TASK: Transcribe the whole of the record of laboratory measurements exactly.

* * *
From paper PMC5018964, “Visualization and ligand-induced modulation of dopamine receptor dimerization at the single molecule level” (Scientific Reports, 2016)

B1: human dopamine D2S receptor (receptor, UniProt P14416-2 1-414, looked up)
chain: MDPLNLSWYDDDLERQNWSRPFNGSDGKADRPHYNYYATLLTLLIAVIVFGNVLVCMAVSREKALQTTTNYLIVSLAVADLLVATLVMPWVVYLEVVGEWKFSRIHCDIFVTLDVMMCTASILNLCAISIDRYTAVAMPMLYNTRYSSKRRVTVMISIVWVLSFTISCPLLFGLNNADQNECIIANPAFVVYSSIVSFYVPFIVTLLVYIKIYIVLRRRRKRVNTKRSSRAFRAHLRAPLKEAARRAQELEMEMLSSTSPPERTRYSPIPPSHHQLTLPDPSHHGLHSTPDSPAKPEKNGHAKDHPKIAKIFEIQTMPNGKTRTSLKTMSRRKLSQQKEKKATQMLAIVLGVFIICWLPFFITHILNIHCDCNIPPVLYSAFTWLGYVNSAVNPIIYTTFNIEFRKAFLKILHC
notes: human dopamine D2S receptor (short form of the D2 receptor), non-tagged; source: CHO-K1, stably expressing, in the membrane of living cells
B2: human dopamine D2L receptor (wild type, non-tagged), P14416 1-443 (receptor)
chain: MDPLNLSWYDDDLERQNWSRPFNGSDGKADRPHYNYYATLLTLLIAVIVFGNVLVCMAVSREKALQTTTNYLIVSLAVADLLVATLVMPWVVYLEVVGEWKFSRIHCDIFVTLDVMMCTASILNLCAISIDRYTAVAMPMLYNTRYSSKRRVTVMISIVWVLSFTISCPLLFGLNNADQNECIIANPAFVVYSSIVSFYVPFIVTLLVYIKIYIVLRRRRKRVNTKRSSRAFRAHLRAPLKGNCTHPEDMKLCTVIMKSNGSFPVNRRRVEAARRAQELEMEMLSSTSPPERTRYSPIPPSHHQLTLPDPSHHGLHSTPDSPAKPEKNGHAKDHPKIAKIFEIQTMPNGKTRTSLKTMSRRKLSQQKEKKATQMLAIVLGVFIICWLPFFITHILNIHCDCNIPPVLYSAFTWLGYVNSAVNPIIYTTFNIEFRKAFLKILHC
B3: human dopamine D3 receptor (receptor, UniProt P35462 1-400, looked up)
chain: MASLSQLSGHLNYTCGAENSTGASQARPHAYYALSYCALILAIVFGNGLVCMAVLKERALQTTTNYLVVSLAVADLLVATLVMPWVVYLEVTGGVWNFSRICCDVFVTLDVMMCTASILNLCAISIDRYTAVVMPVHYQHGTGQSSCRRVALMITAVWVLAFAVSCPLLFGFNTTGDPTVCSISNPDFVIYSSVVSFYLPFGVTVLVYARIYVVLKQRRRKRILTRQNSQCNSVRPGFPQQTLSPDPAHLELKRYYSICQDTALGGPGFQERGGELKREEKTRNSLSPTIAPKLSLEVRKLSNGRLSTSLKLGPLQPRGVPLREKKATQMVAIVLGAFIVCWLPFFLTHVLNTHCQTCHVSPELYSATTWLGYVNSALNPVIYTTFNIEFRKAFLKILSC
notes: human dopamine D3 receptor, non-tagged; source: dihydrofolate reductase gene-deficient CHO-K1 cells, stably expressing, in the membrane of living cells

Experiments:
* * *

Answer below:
From paper PMC5018964, “Visualization and ligand-induced modulation of dopamine receptor dimerization at the single molecule level” (Scientific Reports, 2016)

B1: human dopamine D2S receptor (receptor, UniProt P14416-2 1-414, looked up)
chain: MDPLNLSWYDDDLERQNWSRPFNGSDGKADRPHYNYYATLLTLLIAVIVFGNVLVCMAVSREKALQTTTNYLIVSLAVADLLVATLVMPWVVYLEVVGEWKFSRIHCDIFVTLDVMMCTASILNLCAISIDRYTAVAMPMLYNTRYSSKRRVTVMISIVWVLSFTISCPLLFGLNNADQNECIIANPAFVVYSSIVSFYVPFIVTLLVYIKIYIVLRRRRKRVNTKRSSRAFRAHLRAPLKEAARRAQELEMEMLSSTSPPERTRYSPIPPSHHQLTLPDPSHHGLHSTPDSPAKPEKNGHAKDHPKIAKIFEIQTMPNGKTRTSLKTMSRRKLSQQKEKKATQMLAIVLGVFIICWLPFFITHILNIHCDCNIPPVLYSAFTWLGYVNSAVNPIIYTTFNIEFRKAFLKILHC
notes: human dopamine D2S receptor (short form of the D2 receptor), non-tagged; source: CHO-K1, stably expressing, in the membrane of living cells
B2: human dopamine D2L receptor (wild type, non-tagged), P14416 1-443 (receptor)
chain: MDPLNLSWYDDDLERQNWSRPFNGSDGKADRPHYNYYATLLTLLIAVIVFGNVLVCMAVSREKALQTTTNYLIVSLAVADLLVATLVMPWVVYLEVVGEWKFSRIHCDIFVTLDVMMCTASILNLCAISIDRYTAVAMPMLYNTRYSSKRRVTVMISIVWVLSFTISCPLLFGLNNADQNECIIANPAFVVYSSIVSFYVPFIVTLLVYIKIYIVLRRRRKRVNTKRSSRAFRAHLRAPLKGNCTHPEDMKLCTVIMKSNGSFPVNRRRVEAARRAQELEMEMLSSTSPPERTRYSPIPPSHHQLTLPDPSHHGLHSTPDSPAKPEKNGHAKDHPKIAKIFEIQTMPNGKTRTSLKTMSRRKLSQQKEKKATQMLAIVLGVFIICWLPFFITHILNIHCDCNIPPVLYSAFTWLGYVNSAVNPIIYTTFNIEFRKAFLKILHC
B3: human dopamine D3 receptor (receptor, UniProt P35462 1-400, looked up)
chain: MASLSQLSGHLNYTCGAENSTGASQARPHAYYALSYCALILAIVFGNGLVCMAVLKERALQTTTNYLVVSLAVADLLVATLVMPWVVYLEVTGGVWNFSRICCDVFVTLDVMMCTASILNLCAISIDRYTAVVMPVHYQHGTGQSSCRRVALMITAVWVLAFAVSCPLLFGFNTTGDPTVCSISNPDFVIYSSVVSFYLPFGVTVLVYARIYVVLKQRRRKRILTRQNSQCNSVRPGFPQQTLSPDPAHLELKRYYSICQDTALGGPGFQERGGELKREEKTRNSLSPTIAPKLSLEVRKLSNGRLSTSLKLGPLQPRGVPLREKKATQMVAIVLGAFIVCWLPFFLTHVLNTHCQTCHVSPELYSATTWLGYVNSALNPVIYTTFNIEFRKAFLKILSC
notes: human dopamine D3 receptor, non-tagged; source: dihydrofolate reductase gene-deficient CHO-K1 cells, stably expressing, in the membrane of living cells

Experiments: